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Report No. 223

1.11 Human rights are for everyone, as much for people living in poverty and social isolation as for the rich and educated. International law prohibits discrimination in the enjoyment of human rights on any ground, such as ethnicity, colour, sex, language, religion, political or other opinion, national or social origin, property, birth or other status. The term "or other status" is interpreted to include personal circumstances, occupation, lifestyle, sexual orientation and health status. People living with HIV and AIDS, for instance, are entitled to the enjoyment of their fundamental human rights and freedoms without any unjustified restriction.

1.12 Equality also requires that all persons within a society enjoy equal access to the available goods and services that are necessary to fulfill basic human needs. It prohibits discrimination in law or in practice in any field regulated and protected by public authorities. Thus, the principle of non-discrimination applies to all State policies and practices, including those concerning health care, education, access to services, travel regulations, entry requirements and immigration.

1.13 An essential principle of the international human rights framework is that every person and all peoples are entitled to participate in, contribute to, and enjoy civil, economic, social, cultural and political development in which human rights and fundamental freedoms can be realized. This means that participation is not simply something desirable from the point of view of ownership and sustainability, but rather a right with profound consequences for the design and implementation of development activities.

It is concerned with access to decision-making, and is critical in the exercise of power. The principles of participation and inclusion mean that all people are entitled to participate in society to the maximum of their potential. This in turn necessitates provision of a supportive environment to enable people to develop and express their full potential and creativity.

1.14 States have the primary responsibility to create the enabling environment in which all people can enjoy their human rights, and have the obligation to ensure that respect for human rights norms and principles is integrated into all levels of governance and policymaking. The principle of accountability is essential for securing an enabling environment for development.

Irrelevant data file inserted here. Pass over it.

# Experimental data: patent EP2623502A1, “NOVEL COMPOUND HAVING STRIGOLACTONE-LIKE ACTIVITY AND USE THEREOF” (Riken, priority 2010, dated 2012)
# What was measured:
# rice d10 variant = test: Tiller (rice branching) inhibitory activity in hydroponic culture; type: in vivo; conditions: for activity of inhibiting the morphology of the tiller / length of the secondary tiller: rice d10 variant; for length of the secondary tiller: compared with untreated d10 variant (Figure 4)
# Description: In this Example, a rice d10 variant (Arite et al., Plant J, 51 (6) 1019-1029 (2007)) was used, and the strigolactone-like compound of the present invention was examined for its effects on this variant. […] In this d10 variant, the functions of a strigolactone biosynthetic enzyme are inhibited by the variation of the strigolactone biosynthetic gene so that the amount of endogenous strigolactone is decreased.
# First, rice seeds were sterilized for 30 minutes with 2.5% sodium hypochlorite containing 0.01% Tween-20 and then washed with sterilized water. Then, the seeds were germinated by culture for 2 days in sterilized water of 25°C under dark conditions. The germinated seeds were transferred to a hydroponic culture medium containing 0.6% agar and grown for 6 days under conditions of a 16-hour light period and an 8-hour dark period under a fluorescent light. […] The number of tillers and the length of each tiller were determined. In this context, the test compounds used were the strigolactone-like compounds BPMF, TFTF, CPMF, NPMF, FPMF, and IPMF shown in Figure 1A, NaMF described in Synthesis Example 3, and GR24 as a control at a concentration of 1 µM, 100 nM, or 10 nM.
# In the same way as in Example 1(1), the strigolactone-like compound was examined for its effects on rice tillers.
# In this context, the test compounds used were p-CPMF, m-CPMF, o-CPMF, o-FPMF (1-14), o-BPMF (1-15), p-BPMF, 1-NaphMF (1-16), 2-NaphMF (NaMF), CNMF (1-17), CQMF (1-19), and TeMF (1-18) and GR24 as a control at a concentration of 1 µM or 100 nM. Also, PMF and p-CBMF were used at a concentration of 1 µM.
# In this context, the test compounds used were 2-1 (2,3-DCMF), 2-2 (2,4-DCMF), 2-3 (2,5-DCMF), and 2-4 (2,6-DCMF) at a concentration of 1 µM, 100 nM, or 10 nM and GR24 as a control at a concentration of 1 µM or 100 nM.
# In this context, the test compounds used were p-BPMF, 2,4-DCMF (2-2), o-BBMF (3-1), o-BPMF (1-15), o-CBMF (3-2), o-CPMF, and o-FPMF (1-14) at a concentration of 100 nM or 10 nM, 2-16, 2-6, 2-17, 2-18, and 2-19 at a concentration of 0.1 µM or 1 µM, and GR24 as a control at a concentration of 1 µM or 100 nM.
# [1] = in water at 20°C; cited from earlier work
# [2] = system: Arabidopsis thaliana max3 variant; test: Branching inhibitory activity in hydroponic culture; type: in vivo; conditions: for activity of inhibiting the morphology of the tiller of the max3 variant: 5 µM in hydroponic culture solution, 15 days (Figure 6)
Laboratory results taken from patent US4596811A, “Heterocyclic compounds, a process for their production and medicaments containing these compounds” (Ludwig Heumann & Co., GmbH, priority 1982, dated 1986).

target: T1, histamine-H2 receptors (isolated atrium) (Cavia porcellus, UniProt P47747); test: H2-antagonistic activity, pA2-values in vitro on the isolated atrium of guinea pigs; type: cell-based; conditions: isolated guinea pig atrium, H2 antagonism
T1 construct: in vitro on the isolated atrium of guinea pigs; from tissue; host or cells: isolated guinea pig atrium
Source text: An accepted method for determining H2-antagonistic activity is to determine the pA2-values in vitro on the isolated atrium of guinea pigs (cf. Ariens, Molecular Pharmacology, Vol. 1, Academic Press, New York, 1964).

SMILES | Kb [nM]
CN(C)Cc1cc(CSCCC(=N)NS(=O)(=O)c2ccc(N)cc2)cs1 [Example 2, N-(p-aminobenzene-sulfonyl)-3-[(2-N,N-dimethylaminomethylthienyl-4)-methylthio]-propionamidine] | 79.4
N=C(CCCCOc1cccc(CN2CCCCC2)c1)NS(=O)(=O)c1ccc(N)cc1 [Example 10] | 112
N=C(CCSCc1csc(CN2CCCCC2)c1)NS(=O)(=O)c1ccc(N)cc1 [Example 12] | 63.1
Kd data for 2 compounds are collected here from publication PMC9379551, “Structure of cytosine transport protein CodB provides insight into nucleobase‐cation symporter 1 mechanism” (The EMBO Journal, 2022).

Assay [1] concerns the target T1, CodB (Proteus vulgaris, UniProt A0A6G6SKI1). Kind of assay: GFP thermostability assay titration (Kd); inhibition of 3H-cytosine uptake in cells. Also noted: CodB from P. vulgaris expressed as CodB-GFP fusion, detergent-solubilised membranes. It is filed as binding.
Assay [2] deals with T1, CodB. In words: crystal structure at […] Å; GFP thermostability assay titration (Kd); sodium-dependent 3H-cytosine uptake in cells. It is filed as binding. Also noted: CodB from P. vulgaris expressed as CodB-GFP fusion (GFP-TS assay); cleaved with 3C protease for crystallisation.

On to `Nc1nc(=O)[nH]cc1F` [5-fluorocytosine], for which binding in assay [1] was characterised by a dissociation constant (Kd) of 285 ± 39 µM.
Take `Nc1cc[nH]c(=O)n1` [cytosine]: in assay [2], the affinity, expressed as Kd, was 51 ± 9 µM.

Human rights do not simply define the needs of people, but recognize people as active subjects and claim-holders, thus establishing the duties and obligations of those responsible for ensuring that the needs are met. As a consequence, the identification of duty-holders has to feature as an integral part of programme development.

1.15 Law must protect rights. Any dispute about them is not to be resolved through the exercise of some arbitrary discretion, but through the adjudication by competent, impartial and independent processes. These procedures will ensure full equality and fairness to all parties, and determine the questions in accordance with clear, specific and pre-existing laws, known and openly proclaimed. All persons are equal before the law, and are entitled to equal protection. The rule of law ensures that no one is above the law, and that there will be no impunity for human rights violations.

1.16 From the human development perspective, good governance is democratic governance, meaning:

  • People's rights and fundamental freedoms are respected, allowing them to live with dignity;
  • People have a say in decisions that affect their lives;
  • People can hold decision-makers accountable;
  • Inclusive and fair rules, institutions and practices govern social interactions;
  • Women are equal partners with men in public spheres of life and decision-making;
  • People are free from discrimination based on ethnicity, gender, or any other attribute;
  • The needs of future generations are reflected in current policies;
  • Economic and social policies are responsive to people's needs and aspirations.

1.17 The importance of discrimination in reaching the Millennium Development Goals - based on ethnicity, colour, sex, language, religion, political or other opinion, national or social origin, property, birth or other status - cannot be overstated. Discrimination is a form of social exclusion, and often a cause of poverty. In extreme cases, discrimination and exclusion may lead to conflict. Systemic discrimination reduces the ability of individuals to benefit from and contribute to human development.

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